If the club is reluctant, the player can always try to sit and refuse to report to the team. That’s pretty drastic, and it’s unlikely to help in the long run.

A contract is a contract. Once you accept it, you are bound to it.

No and no. Sign a multi-year deal and you’re stuck with it.

Multi-year contracts are rare for players with less than six years of Major League service. In the first three seasons, they are pretty much at the mercy of what the clubs are offering them. In 2001, Albert Pujols was an All-Star, Rookie of the Year, and finsihed fourth in MVP voting. His salary the next season was a modest $600,000. There are many other examples of this, including Manny Ramirez in 1995 and A-Rod in 1996.

After three years of service, a player is eligible for arbitration, and that’s when they tend to see a big jump. After six years, a player is eligible for free agency and, if he’s still playing at a high level, another quantum leap. A-Rod jumped from $4 million to $22 million as a free agent. Ramirez went from $4 million to $13 million when he used free agency to jump from Cleveland to Boston. In both cases, the players signed multi-year contracts during their arbitration period, getting a higher salary in years 4-6 in exchange for extending their deal one or two years into their free agency period.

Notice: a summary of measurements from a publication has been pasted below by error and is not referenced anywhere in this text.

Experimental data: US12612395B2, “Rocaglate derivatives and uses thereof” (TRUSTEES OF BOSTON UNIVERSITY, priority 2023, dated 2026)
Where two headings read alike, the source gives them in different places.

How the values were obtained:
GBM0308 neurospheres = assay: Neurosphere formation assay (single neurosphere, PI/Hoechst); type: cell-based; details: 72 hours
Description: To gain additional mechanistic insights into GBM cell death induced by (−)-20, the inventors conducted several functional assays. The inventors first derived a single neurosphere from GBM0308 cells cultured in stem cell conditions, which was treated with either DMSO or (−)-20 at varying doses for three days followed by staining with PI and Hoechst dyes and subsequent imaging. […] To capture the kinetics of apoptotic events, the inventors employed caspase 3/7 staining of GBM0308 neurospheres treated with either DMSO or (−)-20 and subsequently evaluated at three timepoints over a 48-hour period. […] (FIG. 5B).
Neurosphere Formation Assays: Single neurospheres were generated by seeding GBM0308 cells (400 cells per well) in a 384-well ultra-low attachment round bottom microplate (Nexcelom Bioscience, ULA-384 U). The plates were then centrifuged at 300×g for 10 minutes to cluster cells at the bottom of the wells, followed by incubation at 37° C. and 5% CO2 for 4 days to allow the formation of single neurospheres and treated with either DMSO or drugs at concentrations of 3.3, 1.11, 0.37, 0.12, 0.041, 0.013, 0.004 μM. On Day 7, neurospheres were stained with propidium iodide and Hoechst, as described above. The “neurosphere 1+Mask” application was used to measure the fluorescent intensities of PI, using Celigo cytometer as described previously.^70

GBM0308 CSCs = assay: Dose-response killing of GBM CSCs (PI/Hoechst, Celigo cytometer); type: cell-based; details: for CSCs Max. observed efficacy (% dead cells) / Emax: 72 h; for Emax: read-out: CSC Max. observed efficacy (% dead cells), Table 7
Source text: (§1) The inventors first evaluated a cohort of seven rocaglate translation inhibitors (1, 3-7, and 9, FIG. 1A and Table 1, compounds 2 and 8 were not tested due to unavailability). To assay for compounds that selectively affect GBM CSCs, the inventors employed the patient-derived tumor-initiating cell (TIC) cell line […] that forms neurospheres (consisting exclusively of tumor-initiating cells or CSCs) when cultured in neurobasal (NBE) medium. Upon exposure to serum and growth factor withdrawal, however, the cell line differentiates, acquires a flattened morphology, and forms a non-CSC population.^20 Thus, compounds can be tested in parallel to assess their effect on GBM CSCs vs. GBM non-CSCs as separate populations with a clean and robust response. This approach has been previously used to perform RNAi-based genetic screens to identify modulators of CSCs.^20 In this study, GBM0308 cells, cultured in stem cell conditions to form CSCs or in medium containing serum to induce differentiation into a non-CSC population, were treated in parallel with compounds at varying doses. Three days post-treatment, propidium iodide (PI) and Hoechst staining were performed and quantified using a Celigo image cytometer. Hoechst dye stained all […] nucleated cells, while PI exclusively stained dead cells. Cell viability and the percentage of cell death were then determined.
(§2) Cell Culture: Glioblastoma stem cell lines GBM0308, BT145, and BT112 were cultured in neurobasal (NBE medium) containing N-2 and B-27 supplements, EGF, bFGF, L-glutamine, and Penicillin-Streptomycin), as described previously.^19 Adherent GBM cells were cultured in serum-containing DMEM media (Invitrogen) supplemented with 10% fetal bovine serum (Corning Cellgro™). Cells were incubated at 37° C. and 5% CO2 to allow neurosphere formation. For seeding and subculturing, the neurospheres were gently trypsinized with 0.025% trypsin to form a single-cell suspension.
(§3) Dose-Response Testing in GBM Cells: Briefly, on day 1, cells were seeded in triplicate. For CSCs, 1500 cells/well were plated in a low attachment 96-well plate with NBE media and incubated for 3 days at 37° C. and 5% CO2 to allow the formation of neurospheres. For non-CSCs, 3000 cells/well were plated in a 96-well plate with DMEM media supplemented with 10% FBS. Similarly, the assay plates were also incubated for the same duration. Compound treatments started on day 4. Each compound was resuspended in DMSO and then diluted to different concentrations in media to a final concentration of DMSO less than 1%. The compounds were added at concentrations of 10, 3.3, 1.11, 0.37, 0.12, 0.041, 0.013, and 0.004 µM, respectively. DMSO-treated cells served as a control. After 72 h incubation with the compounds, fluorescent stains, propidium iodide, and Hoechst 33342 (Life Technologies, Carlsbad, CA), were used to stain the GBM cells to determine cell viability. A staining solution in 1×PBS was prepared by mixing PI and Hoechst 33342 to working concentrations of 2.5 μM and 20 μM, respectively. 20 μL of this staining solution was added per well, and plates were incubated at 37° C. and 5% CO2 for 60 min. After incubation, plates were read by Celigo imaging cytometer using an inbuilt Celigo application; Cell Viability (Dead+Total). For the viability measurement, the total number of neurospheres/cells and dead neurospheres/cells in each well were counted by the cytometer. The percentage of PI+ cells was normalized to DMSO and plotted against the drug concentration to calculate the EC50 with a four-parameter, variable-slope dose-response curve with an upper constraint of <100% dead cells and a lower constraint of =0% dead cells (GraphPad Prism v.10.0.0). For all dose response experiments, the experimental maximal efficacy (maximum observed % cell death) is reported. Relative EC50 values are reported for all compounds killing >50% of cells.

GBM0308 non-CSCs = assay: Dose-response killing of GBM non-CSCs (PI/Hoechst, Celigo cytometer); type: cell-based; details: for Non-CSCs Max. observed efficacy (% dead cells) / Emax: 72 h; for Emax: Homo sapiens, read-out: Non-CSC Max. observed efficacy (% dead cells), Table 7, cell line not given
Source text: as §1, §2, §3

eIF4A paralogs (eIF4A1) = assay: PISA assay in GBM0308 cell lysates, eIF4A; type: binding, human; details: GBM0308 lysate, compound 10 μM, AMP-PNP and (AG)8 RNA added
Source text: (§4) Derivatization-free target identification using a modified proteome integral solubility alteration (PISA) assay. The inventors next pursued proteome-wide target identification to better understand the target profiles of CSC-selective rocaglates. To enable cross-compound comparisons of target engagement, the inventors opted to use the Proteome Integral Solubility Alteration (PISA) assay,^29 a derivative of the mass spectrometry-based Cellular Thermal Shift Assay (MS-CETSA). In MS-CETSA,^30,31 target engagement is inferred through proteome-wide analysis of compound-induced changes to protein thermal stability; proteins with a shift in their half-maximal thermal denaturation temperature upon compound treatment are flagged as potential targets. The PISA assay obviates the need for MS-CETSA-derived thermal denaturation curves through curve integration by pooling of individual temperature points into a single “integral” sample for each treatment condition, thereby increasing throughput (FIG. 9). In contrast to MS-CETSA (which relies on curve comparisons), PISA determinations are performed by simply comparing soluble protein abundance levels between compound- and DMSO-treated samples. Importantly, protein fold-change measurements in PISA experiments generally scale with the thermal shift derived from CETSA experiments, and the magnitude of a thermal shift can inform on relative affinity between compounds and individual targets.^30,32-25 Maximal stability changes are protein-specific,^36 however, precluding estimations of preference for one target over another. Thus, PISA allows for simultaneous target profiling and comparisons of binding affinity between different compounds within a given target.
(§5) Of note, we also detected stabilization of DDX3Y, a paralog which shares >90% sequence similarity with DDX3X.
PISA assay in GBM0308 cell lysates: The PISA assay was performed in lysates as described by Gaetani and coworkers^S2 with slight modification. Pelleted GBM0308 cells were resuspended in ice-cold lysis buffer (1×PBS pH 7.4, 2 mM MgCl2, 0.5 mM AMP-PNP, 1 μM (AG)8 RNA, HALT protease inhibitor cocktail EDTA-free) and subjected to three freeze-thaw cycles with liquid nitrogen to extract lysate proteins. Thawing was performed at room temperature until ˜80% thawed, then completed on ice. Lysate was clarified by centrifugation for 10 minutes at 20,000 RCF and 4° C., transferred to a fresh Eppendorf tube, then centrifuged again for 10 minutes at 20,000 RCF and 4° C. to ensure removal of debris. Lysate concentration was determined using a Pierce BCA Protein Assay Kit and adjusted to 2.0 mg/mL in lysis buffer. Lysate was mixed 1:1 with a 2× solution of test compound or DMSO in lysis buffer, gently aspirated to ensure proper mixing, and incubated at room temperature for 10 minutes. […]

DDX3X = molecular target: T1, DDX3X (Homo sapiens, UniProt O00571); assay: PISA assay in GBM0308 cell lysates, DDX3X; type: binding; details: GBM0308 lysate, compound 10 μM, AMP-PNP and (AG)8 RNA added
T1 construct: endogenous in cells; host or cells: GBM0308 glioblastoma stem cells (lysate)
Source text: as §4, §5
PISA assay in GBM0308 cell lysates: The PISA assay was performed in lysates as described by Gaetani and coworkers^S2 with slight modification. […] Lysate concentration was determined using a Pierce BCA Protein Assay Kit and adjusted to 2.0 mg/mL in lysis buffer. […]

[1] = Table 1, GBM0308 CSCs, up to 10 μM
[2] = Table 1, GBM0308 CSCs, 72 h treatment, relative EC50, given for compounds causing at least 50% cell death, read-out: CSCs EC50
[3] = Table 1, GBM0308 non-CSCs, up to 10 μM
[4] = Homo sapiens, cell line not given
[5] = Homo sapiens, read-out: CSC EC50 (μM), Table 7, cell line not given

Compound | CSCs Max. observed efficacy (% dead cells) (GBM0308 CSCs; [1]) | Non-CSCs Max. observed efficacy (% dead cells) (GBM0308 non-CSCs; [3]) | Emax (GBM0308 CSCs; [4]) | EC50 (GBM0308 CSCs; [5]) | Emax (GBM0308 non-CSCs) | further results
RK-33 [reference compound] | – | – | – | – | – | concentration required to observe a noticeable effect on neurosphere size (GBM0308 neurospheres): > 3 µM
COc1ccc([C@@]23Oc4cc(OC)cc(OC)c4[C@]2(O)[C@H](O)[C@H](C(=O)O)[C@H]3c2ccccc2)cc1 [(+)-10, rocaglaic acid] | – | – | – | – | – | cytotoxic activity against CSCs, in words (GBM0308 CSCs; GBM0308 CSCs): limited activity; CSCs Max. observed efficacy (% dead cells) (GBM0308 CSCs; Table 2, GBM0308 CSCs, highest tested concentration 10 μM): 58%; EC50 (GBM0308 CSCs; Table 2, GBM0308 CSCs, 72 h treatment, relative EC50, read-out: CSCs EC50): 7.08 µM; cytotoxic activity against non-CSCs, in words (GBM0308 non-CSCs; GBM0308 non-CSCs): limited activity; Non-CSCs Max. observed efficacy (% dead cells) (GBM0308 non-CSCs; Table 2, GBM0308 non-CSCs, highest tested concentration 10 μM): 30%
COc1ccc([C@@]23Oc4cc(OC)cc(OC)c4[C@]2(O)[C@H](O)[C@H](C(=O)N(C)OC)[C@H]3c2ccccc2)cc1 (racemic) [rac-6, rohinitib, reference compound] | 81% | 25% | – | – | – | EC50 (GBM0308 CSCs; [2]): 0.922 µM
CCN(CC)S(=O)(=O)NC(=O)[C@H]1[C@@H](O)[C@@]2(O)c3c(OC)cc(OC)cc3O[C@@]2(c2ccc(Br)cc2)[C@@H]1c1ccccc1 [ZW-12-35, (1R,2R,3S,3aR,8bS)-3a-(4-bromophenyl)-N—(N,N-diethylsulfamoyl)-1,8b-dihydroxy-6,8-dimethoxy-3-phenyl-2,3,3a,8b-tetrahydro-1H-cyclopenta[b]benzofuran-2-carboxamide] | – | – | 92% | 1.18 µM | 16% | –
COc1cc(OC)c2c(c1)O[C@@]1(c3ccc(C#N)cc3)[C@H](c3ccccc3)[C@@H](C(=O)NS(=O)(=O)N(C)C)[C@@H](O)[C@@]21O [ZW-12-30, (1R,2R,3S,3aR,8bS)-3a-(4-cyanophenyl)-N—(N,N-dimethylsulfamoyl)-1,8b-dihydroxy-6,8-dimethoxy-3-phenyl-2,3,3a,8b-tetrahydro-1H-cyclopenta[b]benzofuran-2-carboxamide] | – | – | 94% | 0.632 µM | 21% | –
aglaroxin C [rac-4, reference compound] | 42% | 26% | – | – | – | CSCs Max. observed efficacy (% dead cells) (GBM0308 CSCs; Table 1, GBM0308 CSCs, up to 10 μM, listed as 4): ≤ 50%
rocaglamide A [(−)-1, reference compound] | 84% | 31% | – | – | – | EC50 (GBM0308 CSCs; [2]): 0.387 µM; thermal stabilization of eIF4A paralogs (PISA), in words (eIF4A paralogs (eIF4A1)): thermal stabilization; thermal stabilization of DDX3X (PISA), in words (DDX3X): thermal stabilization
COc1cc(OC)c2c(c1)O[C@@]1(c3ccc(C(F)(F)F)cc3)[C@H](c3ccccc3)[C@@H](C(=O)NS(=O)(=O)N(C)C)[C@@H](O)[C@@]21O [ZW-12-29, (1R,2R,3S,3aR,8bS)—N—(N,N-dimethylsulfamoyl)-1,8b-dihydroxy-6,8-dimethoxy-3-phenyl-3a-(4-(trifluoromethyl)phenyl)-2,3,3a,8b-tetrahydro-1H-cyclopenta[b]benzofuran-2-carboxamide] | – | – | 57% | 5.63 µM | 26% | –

Thanks for the responses, folks. It seems that in my case, I should have tried to negotiate a much shorter contract in the hopes of being better rewarded for my play from year-to-year. Sounds like the Marlins have got quite the bargain for the next couple of years. Lesson learned.

That works in a video game, but real life is a bit different. A longer term contract does provide the player with some guaranteed money in the event of injury or a decline in form. I would hate to tear a ligament in my elbow six months into a one year contract.

Oh, an excuse to tell my favourite sports holdout story!